My name is Sarah Ottewill and I live in England. I am presently doing a college project about Victorian influences on todays fashion. I was wondering if you or any of your associates could spare a few moments to answer a few questions?
1.Do you personally have any input into the designs?
Yes I do. My clients, I and my corset maker collaborate to come up with final style, embellishments and fit.
2.How much of your designs are influenced by Victorian fashion?
ROMANTASY provides access to the widest variety of patterns and styles in the world as we rep about eight custom corset makers! Thus clients order eveything, but the most popular style is the Victorian underbust by far.
3.Do you think Victorian dress can ever be revived?
I think it already has been, if not the skirts and layers and bustles and undergarments, at least the corset for sure! Pantaloons and chemises are occasionally ordered but not often!
4. Do you think changes in fashion go hand in hand with changing roles in society for women?
Yes. Functionally, Rosie the Riveter and military women on decks of ships and upstairs, could not wear skirts because men looked up their dresses and pants were certainly more convenient, if not warmer wear! Women used to ride side saddle and the first woman to wear pants and straddle a horse must have been quite something in her day! But her garb had to change to start emulating men and the comfort of riding astride!
Women in sports have certainly changed fashion as well. Remember what the first women tennis players wore: long skirts! As we have thrown off shame about our bodies and our sexuality, we have begun to wear functional, comfortable and skin tight or revealing practical garments. Note the beautiful bodies of both women and men swimmers at the past Olympics who focus on speed and winning, not on superficial things like body image or tradition!
As a young professional in the late 1960s, I remember being petrified as I was along with my girfriend, both Public Administration Interns, walked into our state offices (Mental Hygiene Dept in New York State) wearing the first ever pants suits! We feared for weeks we would get fired. Models had just begun wearing them in Vogue magazine! We did not get fired but got many many distressed and disapproving looks from both men and women, for months. Then gradually other women started wearing pants suits to work. In those days they were tunic tops over bell bottom pants, in a print. Nowadays pants suits are quite tailored with blazer jacket and slim pants, much more classic I think that what we started with!
As a young civil trial attorney in a male profession in 1974 and for many years, I emulated men's dress in the courtroom, certainly not the typical female garb! Once I achieved a measure of self confidence and professional competence, I changed to wearing classic gabardine dresses and beautiful silk scarves and dangly earrings as they applied to the outfit. I remember being petrified the first day I walked into court with no jacket on! But it got easier over time. I had the benefit of women's roles changing and becoming wider as it were, not narrower, so that our options were multiplied re: what was proper in the courtroom in a "male" bastion as it were.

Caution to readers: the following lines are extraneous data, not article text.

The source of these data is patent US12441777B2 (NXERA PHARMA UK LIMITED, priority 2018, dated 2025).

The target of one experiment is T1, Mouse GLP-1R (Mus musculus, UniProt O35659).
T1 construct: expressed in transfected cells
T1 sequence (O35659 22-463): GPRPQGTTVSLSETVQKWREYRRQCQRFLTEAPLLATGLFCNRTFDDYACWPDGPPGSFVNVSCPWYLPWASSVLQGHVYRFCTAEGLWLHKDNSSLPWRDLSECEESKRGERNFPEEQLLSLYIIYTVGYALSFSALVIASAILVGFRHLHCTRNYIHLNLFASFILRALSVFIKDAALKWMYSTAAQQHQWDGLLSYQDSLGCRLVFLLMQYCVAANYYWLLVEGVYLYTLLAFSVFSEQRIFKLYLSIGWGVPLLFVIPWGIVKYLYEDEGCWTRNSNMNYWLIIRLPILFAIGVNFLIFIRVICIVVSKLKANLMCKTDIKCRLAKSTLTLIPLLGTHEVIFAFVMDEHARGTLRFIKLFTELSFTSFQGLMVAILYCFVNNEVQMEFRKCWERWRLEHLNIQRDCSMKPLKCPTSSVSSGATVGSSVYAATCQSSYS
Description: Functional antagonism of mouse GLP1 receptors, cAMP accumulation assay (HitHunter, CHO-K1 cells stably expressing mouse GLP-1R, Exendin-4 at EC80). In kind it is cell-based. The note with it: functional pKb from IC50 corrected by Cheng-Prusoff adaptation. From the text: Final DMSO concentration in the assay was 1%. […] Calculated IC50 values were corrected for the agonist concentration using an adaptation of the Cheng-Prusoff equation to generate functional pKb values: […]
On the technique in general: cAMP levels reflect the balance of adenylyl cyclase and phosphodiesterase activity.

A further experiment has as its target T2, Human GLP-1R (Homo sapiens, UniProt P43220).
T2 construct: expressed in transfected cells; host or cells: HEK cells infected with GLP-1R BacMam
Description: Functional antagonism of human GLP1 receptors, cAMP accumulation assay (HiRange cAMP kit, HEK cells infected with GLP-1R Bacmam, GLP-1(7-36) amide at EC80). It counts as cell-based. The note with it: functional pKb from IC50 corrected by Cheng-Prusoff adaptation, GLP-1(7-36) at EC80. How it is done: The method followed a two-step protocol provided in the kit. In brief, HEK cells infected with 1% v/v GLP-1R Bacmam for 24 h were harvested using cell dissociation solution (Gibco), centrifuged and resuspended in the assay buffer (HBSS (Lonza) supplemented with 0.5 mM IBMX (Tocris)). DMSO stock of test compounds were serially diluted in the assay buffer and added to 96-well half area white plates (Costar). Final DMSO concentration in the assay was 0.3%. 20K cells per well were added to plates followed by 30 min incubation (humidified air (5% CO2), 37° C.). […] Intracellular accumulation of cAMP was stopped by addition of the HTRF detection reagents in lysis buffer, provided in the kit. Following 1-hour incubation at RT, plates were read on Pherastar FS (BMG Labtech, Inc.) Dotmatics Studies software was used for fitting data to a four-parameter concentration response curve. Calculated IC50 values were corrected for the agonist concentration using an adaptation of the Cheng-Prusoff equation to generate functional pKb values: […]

Nowadays I wear corsets for back support, fashion and ego-gratification. I like that they give my slim and unremarkable figure, curves and 99% of the time draw admiring glances.
5.To what extent do you think items such as corsets, crinolines and bustles are relevant in today's fashion?
Totally. Sheri, an extremely active corset maker for ROMANTASY, handed me a photo out of Bazaar magazine three days ago (late January, 2001) showing a model wearing a cincher with pants pulled over the top, a casual but classy outfit! Catherine Zita Jones was wearing a corset on the cover of Bazaar magazine I believe, two months ago (November, 2000). And she was wearing a Versace elegant black corset over a long black evening gown at the recent Academy Awards. Of course, she could have gotten that made by Sheri for one-half the cost, or had two for the price of one Versace....maybe I'll ring her up and introduce ROMANTASY!
I have an entire 3" wide binder full of covers of Vogue and Bazaar magazines showing corseted gowns. Take a look at any bridal magazine today: the bodice is either structured and heavily plastic boned, or an actual corset over a skirt!
And men provide over 60% of my corset orders today: an entirely new and burgeoning market, quite diverse from the women's market for corsets. Don't forget the men! Not all gay, not all straight, not all into women's fashions, not all fetish tight-lacers, not all for pulling in the middle-aged gut, but all of the above and quite a few more reasons for loving corsets!
Middle aged and older women are also a new market; women with tummies from childbirth and aging, seeking to retain their youthful figure and feel good and pretty again!
Please note I do not market to Club Kids or the Goth crowd, although I welcome this clientele as well, but I know less about their preferences.
6. What do you think is the chief function of the corset today?
To enhance a personal sense of well-being and beauty.